Comprehensive treatment of temporomandibular joint disorders.

By London Spine
Related Articles

Comprehensive treatment of temporomandibular joint disorders.

Cranio. 2014 Jan;32(1):24-30

Authors: Navrátil L, Navratil V, Hajkova S, Hlinakova P, Dostalova T, Vranová J

Abstract
AIMS: Changing lifestyles, decreasing physical activity, which is increasing the number of degenerative joint diseases of various etiology, and certain dental procedures are increasing the number of patients complaining of pain in their temporomandibular joints. The aim of the study was to assess the benefits of comprehensive physiotherapy sessions in order to decrease the number of temporomandibular joint problems, thereby improving the patient’s quality of life.
METHODOLOGY: An examination by a dentist determined each patient’s treatment plan, which consisted of a medical exam, physical therapy and education. Each form of treatment was applied 10 times at intervals of 7-14 days. The main goal of the therapeutic physical education was to redress the muscle imbalance in the mandibular joint. This was achieved by restoring balance between the masticatory muscles, along with releasing the spastic shrouds found in the masticatory muscles. The aim of education was to teach the patient exercises focused on the temporomandibular joint and masticatory muscles. The intensity of the exercises and their composition were individually adjusted and adapted to their current state. Physical therapy consisted of the application of pulsed magnetic therapy, laser therapy, and non-invasive positive thermotherapy.
RESULTS: The above procedure was conducted on a therapeutic group of 24 patients (3 men and 20 women). In the course of therapy, there were no complications, and all patients adhered to the prescribed regime. None reported any side effects. The mean treatment duration was 123 +/- 66 days. The outcome of the therapy was evaluated as described in the methodology, the degree of pain affecting the joint, and the opening ability of the mouth. In both parameters, there was a significant decline in patient pain.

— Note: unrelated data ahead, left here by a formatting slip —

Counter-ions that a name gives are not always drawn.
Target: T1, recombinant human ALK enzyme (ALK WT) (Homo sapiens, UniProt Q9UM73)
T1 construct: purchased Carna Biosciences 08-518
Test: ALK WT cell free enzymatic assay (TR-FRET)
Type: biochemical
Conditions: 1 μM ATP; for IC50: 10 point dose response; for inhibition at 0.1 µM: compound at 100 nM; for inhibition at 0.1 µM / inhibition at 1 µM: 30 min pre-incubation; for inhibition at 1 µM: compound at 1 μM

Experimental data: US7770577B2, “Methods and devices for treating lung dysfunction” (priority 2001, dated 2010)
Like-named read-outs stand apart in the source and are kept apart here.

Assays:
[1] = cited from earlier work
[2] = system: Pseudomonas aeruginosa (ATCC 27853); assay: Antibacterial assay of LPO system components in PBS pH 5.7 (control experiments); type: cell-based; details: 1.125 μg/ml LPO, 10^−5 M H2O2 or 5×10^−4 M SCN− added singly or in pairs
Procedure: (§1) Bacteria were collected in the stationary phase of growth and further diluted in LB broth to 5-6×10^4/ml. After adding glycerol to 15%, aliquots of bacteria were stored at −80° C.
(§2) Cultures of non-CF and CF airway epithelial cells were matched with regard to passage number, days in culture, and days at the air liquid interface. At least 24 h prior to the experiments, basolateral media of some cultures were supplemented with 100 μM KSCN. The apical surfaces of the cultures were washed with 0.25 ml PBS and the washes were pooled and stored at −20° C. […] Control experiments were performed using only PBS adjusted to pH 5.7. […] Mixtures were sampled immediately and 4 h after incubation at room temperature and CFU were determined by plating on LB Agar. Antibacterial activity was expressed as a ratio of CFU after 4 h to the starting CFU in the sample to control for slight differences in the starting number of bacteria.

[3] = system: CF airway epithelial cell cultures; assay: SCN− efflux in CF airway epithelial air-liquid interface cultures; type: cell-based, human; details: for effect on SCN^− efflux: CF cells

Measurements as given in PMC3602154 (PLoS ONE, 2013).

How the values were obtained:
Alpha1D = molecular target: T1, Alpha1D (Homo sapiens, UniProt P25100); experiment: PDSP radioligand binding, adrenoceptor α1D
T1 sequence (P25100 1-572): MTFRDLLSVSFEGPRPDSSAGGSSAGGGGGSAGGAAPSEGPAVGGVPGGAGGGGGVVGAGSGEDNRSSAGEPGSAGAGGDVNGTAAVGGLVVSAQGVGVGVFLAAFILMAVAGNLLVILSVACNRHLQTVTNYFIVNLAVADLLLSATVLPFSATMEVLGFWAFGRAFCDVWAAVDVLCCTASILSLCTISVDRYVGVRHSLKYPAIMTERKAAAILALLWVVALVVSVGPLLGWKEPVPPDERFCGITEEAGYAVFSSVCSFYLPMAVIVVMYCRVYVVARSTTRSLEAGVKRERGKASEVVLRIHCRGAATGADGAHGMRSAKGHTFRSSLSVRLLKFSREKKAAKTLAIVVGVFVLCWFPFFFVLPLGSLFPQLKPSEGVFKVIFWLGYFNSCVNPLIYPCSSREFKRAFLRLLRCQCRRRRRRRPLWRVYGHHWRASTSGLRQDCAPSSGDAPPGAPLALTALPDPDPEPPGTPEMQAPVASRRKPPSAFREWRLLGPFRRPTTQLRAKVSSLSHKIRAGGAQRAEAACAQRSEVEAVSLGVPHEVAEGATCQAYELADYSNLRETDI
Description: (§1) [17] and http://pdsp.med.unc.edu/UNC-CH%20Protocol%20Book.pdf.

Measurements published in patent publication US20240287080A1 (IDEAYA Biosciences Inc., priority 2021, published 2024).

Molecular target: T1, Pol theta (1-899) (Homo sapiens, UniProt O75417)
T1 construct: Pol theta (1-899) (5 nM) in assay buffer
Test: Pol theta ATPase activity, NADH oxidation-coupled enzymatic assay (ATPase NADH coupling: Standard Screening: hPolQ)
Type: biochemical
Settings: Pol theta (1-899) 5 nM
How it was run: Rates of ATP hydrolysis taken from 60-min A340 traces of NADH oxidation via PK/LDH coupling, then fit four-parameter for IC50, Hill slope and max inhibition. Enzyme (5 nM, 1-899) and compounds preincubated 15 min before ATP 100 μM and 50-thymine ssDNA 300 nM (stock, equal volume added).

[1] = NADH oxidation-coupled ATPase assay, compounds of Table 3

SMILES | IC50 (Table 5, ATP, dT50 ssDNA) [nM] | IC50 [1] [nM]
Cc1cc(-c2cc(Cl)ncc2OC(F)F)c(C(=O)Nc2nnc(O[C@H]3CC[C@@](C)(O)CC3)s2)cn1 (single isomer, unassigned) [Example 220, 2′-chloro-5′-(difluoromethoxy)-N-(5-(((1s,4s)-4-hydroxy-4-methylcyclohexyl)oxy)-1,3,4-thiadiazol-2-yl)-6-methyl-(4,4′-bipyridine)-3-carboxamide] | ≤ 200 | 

CONCLUSIONS: In a study devoted to tactics of rehabilitation treatment for temporomandibular joint disorders, the need for comprehensive long-term therapy, involving education, and learning proper chewing habits was made apparent for recovery and pain reduction. A priority in physical therapy, and combinations of pulsed magnetic therapy and hyperthermia-positive peloids, are also beneficial.

PMID: 24660643 [PubMed – indexed for MEDLINE]

Craniocervical posture and trigeminal nerve mechanosensitivity in subjects with a history of orthodontic use: a cross-sectional study.

By London Spine
Related Articles

Craniocervical posture and trigeminal nerve mechanosensitivity in subjects with a history of orthodontic use: a cross-sectional study.

Cranio. 2013 Oct;31(4):252-9

Authors: Heredia-Rizo AM, Oliva-Pascual-Vaca A, Rodríguez-Blanco C, Torres-Lagares D, Albornoz-Cabello M, Piña-Pozo F, Luque-Carrasco A

Abstract
The purpose of the study was to evaluate whether, in asymptomatic subjects, there are differences in: (i) head posture while sitting and standing still and (ii) trigeminal nerve mechanosensitivity, between those who have a history of using orthodontics and those who do not. The sample consisted of 72 subjects (21 +/- 2.14 years): one group who had used orthodontics in the past (n = 37), and another group who had not had previous orthodontic treatment (n = 35). The authors measured the CranioVertebral Angle (CVA) while the subject was sitting and standing still by means of lateral photographs, and the pressure pain threshold (PPT) of the trigeminal nerve. The orthodontics group showed a more upright position of the head when sitting compared to the non-orthodontics group, with the difference being statistically significant (ANOVA test; p < 0.001; F1,70 = 16.705; R2 = 0.19), but not for the standing position (p = 0.538). The values of the PPT in the trigeminal nerve (supraorbital-V1, infraorbital-V2 and mandibular-V3) were lower on both sides (dominant and nondominant) in the non-orthodontics group. The between-group comparison (ANOVA test) showed statistically significant differences for the trigeminal nerve PPT in its different branches (V1 p = 0.001; F1,70 = 13.012; R2 = 0.15) (V2 p = 0.004; F1,70 = 9.103; R2 = 0.11) (V3 p = 0.005; F1,70 = 8.228; R2 = 0.10). Based on these observations, it was concluded that subjects with a history of orthodontic use show a better sitting craniocervical posture and mechano-sensitivity of the trigeminal nerve branches compared to the group that had not used orthodontics in the past.

PMID: 24308098 [PubMed – indexed for MEDLINE]